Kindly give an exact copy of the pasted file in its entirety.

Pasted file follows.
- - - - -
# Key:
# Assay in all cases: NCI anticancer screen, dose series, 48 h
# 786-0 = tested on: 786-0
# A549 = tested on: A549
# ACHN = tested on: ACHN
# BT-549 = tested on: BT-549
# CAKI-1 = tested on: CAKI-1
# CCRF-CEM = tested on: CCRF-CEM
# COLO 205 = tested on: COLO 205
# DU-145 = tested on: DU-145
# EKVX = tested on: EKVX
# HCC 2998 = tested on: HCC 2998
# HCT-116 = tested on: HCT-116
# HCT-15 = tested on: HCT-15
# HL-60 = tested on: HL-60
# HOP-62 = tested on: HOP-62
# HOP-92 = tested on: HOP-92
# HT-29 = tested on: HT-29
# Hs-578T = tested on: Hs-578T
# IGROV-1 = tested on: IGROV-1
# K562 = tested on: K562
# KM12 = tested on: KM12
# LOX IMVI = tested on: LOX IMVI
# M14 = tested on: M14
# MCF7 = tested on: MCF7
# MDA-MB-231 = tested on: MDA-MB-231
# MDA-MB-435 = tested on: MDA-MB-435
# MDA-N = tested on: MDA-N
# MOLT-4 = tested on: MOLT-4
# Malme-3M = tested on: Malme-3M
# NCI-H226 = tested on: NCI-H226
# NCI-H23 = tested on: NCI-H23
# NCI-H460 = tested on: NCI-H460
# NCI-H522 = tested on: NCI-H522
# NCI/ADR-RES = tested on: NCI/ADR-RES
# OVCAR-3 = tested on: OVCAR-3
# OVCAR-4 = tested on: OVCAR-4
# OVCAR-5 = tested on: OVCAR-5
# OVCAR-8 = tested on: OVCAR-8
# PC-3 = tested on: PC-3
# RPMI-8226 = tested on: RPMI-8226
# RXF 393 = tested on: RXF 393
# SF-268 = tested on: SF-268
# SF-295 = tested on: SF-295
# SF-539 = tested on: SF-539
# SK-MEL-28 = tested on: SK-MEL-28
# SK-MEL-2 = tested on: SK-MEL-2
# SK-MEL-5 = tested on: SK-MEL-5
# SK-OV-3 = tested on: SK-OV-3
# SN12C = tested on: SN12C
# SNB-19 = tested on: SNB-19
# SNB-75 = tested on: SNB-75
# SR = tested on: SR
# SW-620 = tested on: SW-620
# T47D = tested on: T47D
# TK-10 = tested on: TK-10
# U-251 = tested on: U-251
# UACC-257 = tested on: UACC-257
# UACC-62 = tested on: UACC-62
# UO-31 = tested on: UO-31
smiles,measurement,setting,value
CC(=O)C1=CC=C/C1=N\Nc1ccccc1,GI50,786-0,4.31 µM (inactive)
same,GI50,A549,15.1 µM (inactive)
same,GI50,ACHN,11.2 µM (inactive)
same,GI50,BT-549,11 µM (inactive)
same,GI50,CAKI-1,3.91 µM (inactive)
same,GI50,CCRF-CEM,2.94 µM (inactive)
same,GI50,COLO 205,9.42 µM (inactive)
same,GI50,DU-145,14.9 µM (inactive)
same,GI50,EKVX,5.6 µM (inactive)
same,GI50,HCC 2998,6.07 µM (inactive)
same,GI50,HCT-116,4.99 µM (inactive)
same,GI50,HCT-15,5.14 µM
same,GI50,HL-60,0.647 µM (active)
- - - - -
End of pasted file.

# Key:
# Assay in all cases: NCI anticancer screen, dose series, 48 h
# 786-0 = tested on: 786-0
# A549 = tested on: A549
# ACHN = tested on: ACHN
# BT-549 = tested on: BT-549
# CAKI-1 = tested on: CAKI-1
# CCRF-CEM = tested on: CCRF-CEM
# COLO 205 = tested on: COLO 205
# DU-145 = tested on: DU-145
# EKVX = tested on: EKVX
# HCC 2998 = tested on: HCC 2998
# HCT-116 = tested on: HCT-116
# HCT-15 = tested on: HCT-15
# HL-60 = tested on: HL-60
# HOP-62 = tested on: HOP-62
# HOP-92 = tested on: HOP-92
# HT-29 = tested on: HT-29
# Hs-578T = tested on: Hs-578T
# IGROV-1 = tested on: IGROV-1
# K562 = tested on: K562
# KM12 = tested on: KM12
# LOX IMVI = tested on: LOX IMVI
# M14 = tested on: M14
# MCF7 = tested on: MCF7
# MDA-MB-231 = tested on: MDA-MB-231
# MDA-MB-435 = tested on: MDA-MB-435
# MDA-N = tested on: MDA-N
# MOLT-4 = tested on: MOLT-4
# Malme-3M = tested on: Malme-3M
# NCI-H226 = tested on: NCI-H226
# NCI-H23 = tested on: NCI-H23
# NCI-H460 = tested on: NCI-H460
# NCI-H522 = tested on: NCI-H522
# NCI/ADR-RES = tested on: NCI/ADR-RES
# OVCAR-3 = tested on: OVCAR-3
# OVCAR-4 = tested on: OVCAR-4
# OVCAR-5 = tested on: OVCAR-5
# OVCAR-8 = tested on: OVCAR-8
# PC-3 = tested on: PC-3
# RPMI-8226 = tested on: RPMI-8226
# RXF 393 = tested on: RXF 393
# SF-268 = tested on: SF-268
# SF-295 = tested on: SF-295
# SF-539 = tested on: SF-539
# SK-MEL-28 = tested on: SK-MEL-28
# SK-MEL-2 = tested on: SK-MEL-2
# SK-MEL-5 = tested on: SK-MEL-5
# SK-OV-3 = tested on: SK-OV-3
# SN12C = tested on: SN12C
# SNB-19 = tested on: SNB-19
# SNB-75 = tested on: SNB-75
# SR = tested on: SR
# SW-620 = tested on: SW-620
# T47D = tested on: T47D
# TK-10 = tested on: TK-10
# U-251 = tested on: U-251
# UACC-257 = tested on: UACC-257
# UACC-62 = tested on: UACC-62
# UO-31 = tested on: UO-31
smiles,measurement,setting,value
CC(=O)C1=CC=C/C1=N\Nc1ccccc1,GI50,786-0,4.31 µM (inactive)
same,GI50,A549,15.1 µM (inactive)
same,GI50,ACHN,11.2 µM (inactive)
same,GI50,BT-549,11 µM (inactive)
same,GI50,CAKI-1,3.91 µM (inactive)
same,GI50,CCRF-CEM,2.94 µM (inactive)
same,GI50,COLO 205,9.42 µM (inactive)
same,GI50,DU-145,14.9 µM (inactive)
same,GI50,EKVX,5.6 µM (inactive)
same,GI50,HCC 2998,6.07 µM (inactive)
same,GI50,HCT-116,4.99 µM (inactive)
same,GI50,HCT-15,5.14 µM
same,GI50,HL-60,0.647 µM (active)